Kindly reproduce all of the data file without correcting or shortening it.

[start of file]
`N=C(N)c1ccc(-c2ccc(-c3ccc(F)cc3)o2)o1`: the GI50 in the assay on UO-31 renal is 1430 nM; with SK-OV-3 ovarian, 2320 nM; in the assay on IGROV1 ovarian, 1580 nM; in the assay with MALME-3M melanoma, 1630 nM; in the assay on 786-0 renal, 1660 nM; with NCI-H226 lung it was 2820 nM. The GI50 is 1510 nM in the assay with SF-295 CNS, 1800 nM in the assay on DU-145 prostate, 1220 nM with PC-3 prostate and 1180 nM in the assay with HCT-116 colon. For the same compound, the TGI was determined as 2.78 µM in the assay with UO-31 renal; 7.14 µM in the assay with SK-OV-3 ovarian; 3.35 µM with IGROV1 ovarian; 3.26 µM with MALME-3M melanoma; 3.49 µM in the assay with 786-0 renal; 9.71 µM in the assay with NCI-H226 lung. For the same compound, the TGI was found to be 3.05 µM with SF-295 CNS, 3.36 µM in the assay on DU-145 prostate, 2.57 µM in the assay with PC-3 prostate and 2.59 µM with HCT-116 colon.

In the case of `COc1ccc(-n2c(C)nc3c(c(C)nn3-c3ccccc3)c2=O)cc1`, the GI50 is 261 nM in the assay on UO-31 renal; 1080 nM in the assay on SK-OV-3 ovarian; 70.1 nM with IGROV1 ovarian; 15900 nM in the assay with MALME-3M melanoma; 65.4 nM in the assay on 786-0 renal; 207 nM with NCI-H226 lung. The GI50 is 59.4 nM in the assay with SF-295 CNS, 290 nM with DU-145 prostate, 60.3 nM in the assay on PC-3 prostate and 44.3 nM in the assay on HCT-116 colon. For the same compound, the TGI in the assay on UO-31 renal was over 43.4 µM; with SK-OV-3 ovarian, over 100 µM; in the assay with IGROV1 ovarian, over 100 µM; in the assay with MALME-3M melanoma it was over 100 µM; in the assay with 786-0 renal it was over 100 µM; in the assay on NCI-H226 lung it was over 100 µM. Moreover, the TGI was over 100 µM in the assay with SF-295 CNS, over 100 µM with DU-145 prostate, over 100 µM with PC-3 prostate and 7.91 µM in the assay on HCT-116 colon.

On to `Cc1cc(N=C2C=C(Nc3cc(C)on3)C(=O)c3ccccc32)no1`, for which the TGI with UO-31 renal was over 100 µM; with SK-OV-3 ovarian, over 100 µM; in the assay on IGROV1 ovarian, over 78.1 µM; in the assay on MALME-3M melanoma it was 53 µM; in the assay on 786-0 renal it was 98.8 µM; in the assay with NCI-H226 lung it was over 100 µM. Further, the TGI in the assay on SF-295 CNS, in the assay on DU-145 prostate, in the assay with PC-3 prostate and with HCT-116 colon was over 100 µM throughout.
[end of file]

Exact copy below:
`N=C(N)c1ccc(-c2ccc(-c3ccc(F)cc3)o2)o1`: the GI50 in the assay on UO-31 renal is 1430 nM; with SK-OV-3 ovarian, 2320 nM; in the assay on IGROV1 ovarian, 1580 nM; in the assay with MALME-3M melanoma, 1630 nM; in the assay on 786-0 renal, 1660 nM; with NCI-H226 lung it was 2820 nM. The GI50 is 1510 nM in the assay with SF-295 CNS, 1800 nM in the assay on DU-145 prostate, 1220 nM with PC-3 prostate and 1180 nM in the assay with HCT-116 colon. For the same compound, the TGI was determined as 2.78 µM in the assay with UO-31 renal; 7.14 µM in the assay with SK-OV-3 ovarian; 3.35 µM with IGROV1 ovarian; 3.26 µM with MALME-3M melanoma; 3.49 µM in the assay with 786-0 renal; 9.71 µM in the assay with NCI-H226 lung. For the same compound, the TGI was found to be 3.05 µM with SF-295 CNS, 3.36 µM in the assay on DU-145 prostate, 2.57 µM in the assay with PC-3 prostate and 2.59 µM with HCT-116 colon.

In the case of `COc1ccc(-n2c(C)nc3c(c(C)nn3-c3ccccc3)c2=O)cc1`, the GI50 is 261 nM in the assay on UO-31 renal; 1080 nM in the assay on SK-OV-3 ovarian; 70.1 nM with IGROV1 ovarian; 15900 nM in the assay with MALME-3M melanoma; 65.4 nM in the assay on 786-0 renal; 207 nM with NCI-H226 lung. The GI50 is 59.4 nM in the assay with SF-295 CNS, 290 nM with DU-145 prostate, 60.3 nM in the assay on PC-3 prostate and 44.3 nM in the assay on HCT-116 colon. For the same compound, the TGI in the assay on UO-31 renal was over 43.4 µM; with SK-OV-3 ovarian, over 100 µM; in the assay with IGROV1 ovarian, over 100 µM; in the assay with MALME-3M melanoma it was over 100 µM; in the assay with 786-0 renal it was over 100 µM; in the assay on NCI-H226 lung it was over 100 µM. Moreover, the TGI was over 100 µM in the assay with SF-295 CNS, over 100 µM with DU-145 prostate, over 100 µM with PC-3 prostate and 7.91 µM in the assay on HCT-116 colon.

On to `Cc1cc(N=C2C=C(Nc3cc(C)on3)C(=O)c3ccccc32)no1`, for which the TGI with UO-31 renal was over 100 µM; with SK-OV-3 ovarian, over 100 µM; in the assay on IGROV1 ovarian, over 78.1 µM; in the assay on MALME-3M melanoma it was 53 µM; in the assay on 786-0 renal it was 98.8 µM; in the assay with NCI-H226 lung it was over 100 µM. Further, the TGI in the assay on SF-295 CNS, in the assay on DU-145 prostate, in the assay with PC-3 prostate and with HCT-116 colon was over 100 µM throughout.